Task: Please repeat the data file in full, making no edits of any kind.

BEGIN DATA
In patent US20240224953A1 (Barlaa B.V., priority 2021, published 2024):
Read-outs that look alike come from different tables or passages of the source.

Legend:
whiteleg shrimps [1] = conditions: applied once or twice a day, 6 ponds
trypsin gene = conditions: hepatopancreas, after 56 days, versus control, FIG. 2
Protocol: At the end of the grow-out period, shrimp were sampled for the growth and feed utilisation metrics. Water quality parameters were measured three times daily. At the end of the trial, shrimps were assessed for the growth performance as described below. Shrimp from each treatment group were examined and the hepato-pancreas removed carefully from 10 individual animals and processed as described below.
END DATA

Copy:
In patent US20240224953A1 (Barlaa B.V., priority 2021, published 2024):
Read-outs that look alike come from different tables or passages of the source.

Legend:
whiteleg shrimps [1] = conditions: applied once or twice a day, 6 ponds
trypsin gene = conditions: hepatopancreas, after 56 days, versus control, FIG. 2
Protocol: At the end of the grow-out period, shrimp were sampled for the growth and feed utilisation metrics. Water quality parameters were measured three times daily. At the end of the trial, shrimps were assessed for the growth performance as described below. Shrimp from each treatment group were examined and the hepato-pancreas removed carefully from 10 individual animals and processed as described below.